Who was Dr. Bonifacio S. Sibayan?
Dr. Bonifacio Padilla Sibayan—whom the country’s top recognition for applied linguistics practitioners was named after— was one of the world’s pioneer scholars in sociolinguistics. He was a basic education teacher, school head, professor of linguistics and education, and a former president of the then Philippine Normal College (Now Philippine Normal University) from 1972 to 1981.
At the awarding of this year’s Bonifacio P. Sibayan Distinguished Professorial Chair in Applied Linguistics to RCTQ Director Dr. Gina Gonong by the Lingustic Society of the Philippines (LSP) on 19 March 2022, Philippine Normal University President Dr. Bert J. Tuga described Dr. Sibayan as “a premier educator whose works became the foundation of research and studies in applied linguistics, and sociolinguistics in the Philippines.”
“It is no surprise then that the LSP—a society for linguists and language educators that Dr. Sibayan co-founded in 1969— honors his legacy by naming the professorial chair after him,” Dr. Tuga said. Dr. Sibayan co-founded the LSP with another linguist, Dr. Ernesto Contantino of the University of the Philippines.
He took up Bachelor of Science in Education at Baguio College in 1950 and moved on to the United States to study Master of Arts in Education in N.E. Missouri State College in 1955, and Master of Arts in Education at the University of Michigan in 1959. He completed his PhD at the University of Michigan in 1961.
In her tribute to the former PNC president during the awarding of the 2022 Professorial Chair , Dr. Ruth Alido, dean of the PNU College of Teacher Development, said Dr. Sibayan is “best remembered for his dynamic leadership first as director of the PNU Language Study Center (LSC), then as dean of the Graduate School, and finally as PNC president.”
“He was also known for his creativity and passion, and the gift of vision for the PNC. Noteworthy in his achievement was his directorship of the LSC which was established in 1964 and served as hub for linguistics and language teaching research in the country,” Dr. Alido said.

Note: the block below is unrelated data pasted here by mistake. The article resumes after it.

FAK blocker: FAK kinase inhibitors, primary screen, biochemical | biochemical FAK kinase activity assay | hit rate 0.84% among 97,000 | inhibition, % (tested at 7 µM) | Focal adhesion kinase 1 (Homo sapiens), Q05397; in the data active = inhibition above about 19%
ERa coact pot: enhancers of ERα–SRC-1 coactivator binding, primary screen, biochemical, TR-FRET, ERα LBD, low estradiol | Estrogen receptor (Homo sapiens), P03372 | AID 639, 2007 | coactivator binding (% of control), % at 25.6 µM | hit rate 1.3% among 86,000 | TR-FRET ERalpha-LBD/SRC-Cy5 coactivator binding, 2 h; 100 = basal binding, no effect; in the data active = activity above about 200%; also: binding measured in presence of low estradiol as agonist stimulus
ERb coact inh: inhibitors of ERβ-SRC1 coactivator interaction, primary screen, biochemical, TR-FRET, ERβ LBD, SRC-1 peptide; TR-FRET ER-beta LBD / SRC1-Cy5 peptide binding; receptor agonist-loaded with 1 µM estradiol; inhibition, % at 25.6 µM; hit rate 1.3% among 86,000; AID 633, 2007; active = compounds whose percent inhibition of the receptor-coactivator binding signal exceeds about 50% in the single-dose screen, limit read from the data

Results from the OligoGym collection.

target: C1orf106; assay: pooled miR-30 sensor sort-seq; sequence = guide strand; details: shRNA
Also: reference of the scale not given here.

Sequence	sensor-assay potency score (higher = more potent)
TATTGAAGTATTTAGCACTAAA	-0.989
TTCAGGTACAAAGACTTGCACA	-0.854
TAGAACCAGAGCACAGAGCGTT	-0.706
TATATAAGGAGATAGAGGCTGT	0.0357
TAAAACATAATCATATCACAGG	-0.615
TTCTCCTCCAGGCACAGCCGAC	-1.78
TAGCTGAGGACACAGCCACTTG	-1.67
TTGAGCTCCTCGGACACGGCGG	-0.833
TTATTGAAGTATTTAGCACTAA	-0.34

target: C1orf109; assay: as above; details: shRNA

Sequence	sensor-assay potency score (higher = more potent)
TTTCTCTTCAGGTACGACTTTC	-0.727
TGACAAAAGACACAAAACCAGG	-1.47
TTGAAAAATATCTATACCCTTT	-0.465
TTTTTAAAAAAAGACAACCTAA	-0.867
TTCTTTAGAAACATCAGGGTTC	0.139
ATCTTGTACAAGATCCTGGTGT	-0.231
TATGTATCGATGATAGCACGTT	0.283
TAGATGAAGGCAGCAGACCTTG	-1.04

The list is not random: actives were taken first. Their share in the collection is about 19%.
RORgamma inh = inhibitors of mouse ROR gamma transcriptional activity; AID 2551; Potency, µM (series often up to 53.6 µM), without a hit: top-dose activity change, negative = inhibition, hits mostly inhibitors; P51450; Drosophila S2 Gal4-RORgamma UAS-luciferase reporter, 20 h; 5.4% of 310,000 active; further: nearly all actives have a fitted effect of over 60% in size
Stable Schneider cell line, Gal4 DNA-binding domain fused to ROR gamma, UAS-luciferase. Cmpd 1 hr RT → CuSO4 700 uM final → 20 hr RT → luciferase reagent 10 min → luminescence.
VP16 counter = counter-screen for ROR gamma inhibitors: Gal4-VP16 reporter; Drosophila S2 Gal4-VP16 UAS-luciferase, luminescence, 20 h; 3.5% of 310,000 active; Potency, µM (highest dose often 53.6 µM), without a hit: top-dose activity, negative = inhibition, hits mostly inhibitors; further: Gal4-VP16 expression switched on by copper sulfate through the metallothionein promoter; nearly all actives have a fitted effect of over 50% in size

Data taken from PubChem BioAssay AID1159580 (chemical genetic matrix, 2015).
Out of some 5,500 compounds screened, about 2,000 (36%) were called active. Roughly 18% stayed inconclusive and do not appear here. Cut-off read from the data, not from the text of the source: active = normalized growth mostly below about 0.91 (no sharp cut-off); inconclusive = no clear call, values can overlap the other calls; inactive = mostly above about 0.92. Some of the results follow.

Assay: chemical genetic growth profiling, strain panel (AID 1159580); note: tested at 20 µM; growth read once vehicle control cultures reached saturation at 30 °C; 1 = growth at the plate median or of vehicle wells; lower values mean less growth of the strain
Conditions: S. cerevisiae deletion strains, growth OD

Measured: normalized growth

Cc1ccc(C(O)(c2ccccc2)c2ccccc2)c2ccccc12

The LSC supported and promoted the language programs of the former Bureau of Publish Schools. Dr. Alido shared that it was through Dr. Sibayan’s initiatve that the LSC was strongly supported by the Ford Foundation and the Rockefeller Foundation, and played host to visiting linguists and scholars from the University of California at Los Angeles, McGill University, and the University of Western Ontario.
Dr. Alido said that under his leadership, Dr Sibayan left behind a number of landmark projects at PNU, including i) faculty development in international universities, ii) locally-based teacher development in English and in Filipino language teaching, iii) applied research which included the bilingual education experiment using English and Filipino as media of instruction in the PNC’s laboratory school and the Language Policy Survey (LPS) of the Philippines, and iv) the development of publications including the initial report of the LPS of the Philippines, and workbooks on phonology, and morphology and syntax with focus on Philippine languages.
During his time, a massive textbook development project was undertaken for nearly eight years under the Language Study Center – Educational Development Projects Implementing Task Force (LSC-EDPITAF) initiative which aimed to produce textbooks and their accompanying teacher manuals for use in public elementary and secondary schools, and in support of the implementation of bilingual education policy.
In recognition of the LSC-EDPITAF project, Dr. Alido recalled that the World Bank donated a three-story building which used to house the LSC and the LSC-EDPITAF project staff. The building is now named the Bonifacio P. Sibayan Hall.
Dr Sibayan also initiated PNC’s ties with local entities such as the Samar Institute of Linguistics, the British Council, the Surian ng Wikang Pambansa, Ateneo de Manila University (ADMU), De La Salle University (DLSU), University of the Philippines (UP), and the Fund for Assistance to Private Education (FAPE). The consortium paved the way for a PhD program in linguistics to be offered jointly by PNC, ADMU and DLSU.
“Dr. Sibayan was instrumental in making the PNC faculty grow professionally and culturaly,” Dr. Alido said. “He inspired leaders and researchers among us.”
Dr. Sibayan succumbed to stomach cancer on 28 January 2005 at 88 years old, leaving behind a legacy of excellence in the fields of applied linguistics and sociolinguistics in the country.https://www.rctq.ph/?p=3589FeaturePhilippine Normal University,Sibayan